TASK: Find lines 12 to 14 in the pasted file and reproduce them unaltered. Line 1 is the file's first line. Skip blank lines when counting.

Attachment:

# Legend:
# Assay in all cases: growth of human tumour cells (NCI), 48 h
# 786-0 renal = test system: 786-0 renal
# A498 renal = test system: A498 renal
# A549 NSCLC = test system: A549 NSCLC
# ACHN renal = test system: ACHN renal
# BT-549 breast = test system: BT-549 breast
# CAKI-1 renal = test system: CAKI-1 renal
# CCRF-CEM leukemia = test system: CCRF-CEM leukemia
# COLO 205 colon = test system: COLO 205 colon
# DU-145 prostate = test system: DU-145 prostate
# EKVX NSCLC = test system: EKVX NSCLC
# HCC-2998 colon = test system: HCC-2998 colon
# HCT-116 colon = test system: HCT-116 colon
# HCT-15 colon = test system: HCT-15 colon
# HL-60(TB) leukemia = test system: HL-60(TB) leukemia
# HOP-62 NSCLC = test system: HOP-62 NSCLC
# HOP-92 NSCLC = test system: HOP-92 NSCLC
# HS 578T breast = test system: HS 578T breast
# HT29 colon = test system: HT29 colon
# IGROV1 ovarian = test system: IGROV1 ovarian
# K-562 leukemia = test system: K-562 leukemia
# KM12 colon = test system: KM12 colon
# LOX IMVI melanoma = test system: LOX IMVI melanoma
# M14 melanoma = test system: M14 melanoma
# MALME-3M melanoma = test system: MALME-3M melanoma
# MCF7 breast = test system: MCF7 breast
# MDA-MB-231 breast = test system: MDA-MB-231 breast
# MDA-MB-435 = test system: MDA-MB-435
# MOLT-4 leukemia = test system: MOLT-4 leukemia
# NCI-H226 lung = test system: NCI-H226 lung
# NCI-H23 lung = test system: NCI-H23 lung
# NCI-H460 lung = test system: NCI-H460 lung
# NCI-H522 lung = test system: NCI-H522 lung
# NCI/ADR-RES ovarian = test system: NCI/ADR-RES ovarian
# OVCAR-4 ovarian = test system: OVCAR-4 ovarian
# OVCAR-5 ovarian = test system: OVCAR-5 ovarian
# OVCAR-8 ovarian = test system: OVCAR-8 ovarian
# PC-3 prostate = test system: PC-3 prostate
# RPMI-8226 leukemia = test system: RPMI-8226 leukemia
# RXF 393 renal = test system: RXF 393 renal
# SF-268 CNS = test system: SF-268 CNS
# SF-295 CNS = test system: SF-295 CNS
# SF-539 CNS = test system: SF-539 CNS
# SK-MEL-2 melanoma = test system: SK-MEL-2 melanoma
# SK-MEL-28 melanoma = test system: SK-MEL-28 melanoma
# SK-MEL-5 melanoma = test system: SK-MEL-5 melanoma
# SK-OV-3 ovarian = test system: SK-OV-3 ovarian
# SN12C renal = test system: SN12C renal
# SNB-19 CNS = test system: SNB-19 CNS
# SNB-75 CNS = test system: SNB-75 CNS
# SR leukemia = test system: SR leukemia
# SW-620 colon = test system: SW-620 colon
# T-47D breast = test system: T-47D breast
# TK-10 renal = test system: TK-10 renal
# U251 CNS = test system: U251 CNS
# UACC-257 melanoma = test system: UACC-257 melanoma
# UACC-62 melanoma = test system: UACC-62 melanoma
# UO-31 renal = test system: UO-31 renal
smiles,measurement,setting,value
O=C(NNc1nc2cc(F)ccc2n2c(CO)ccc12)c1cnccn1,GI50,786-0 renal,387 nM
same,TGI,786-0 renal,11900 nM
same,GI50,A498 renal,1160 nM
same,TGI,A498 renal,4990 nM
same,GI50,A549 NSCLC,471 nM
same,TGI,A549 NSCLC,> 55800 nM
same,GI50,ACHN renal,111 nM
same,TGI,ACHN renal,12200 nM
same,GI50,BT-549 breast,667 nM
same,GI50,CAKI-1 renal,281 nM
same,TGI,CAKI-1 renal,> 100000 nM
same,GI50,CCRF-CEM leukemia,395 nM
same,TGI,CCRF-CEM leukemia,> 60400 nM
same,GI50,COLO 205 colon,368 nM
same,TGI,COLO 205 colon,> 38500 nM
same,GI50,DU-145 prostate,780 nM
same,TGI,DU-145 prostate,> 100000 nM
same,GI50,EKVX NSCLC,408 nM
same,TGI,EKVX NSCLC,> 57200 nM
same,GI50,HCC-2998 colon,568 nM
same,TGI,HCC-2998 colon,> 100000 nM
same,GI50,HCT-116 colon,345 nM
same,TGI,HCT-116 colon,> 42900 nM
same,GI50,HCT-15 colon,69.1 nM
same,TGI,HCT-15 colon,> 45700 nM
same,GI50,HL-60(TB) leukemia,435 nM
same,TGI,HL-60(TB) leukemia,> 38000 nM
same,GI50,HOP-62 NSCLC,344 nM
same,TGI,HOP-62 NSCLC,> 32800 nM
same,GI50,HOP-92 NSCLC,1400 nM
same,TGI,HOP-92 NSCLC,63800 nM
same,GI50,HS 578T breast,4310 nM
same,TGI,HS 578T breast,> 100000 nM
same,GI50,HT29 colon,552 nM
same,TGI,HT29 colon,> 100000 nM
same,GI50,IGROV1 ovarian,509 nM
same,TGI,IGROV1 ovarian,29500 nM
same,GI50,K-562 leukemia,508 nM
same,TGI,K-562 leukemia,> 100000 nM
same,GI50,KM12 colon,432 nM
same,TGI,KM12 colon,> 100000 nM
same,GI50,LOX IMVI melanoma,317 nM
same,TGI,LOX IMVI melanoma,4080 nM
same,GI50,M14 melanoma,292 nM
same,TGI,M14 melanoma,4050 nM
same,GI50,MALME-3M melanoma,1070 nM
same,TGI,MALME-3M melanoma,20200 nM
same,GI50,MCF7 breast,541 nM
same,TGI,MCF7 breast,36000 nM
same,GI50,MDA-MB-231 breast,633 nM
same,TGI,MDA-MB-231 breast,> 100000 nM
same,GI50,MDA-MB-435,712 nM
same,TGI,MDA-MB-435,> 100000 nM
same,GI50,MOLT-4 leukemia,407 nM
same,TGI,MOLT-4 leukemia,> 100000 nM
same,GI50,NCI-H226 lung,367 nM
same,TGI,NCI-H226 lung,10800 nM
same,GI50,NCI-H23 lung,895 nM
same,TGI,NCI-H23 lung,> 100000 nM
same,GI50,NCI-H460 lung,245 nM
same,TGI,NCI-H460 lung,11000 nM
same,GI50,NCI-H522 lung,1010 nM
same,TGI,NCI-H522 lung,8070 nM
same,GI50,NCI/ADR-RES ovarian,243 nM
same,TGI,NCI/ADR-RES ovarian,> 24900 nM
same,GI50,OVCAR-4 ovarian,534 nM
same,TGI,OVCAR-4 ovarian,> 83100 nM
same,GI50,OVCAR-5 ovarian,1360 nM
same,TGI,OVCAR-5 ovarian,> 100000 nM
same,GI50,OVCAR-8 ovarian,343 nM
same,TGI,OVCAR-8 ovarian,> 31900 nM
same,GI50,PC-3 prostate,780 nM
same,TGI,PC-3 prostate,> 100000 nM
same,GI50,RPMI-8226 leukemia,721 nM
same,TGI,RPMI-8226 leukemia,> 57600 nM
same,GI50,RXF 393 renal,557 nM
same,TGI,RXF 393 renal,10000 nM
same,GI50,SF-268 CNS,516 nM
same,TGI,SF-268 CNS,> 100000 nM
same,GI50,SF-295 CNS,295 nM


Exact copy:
# EKVX NSCLC = test system: EKVX NSCLC
# HCC-2998 colon = test system: HCC-2998 colon
# HCT-116 colon = test system: HCT-116 colon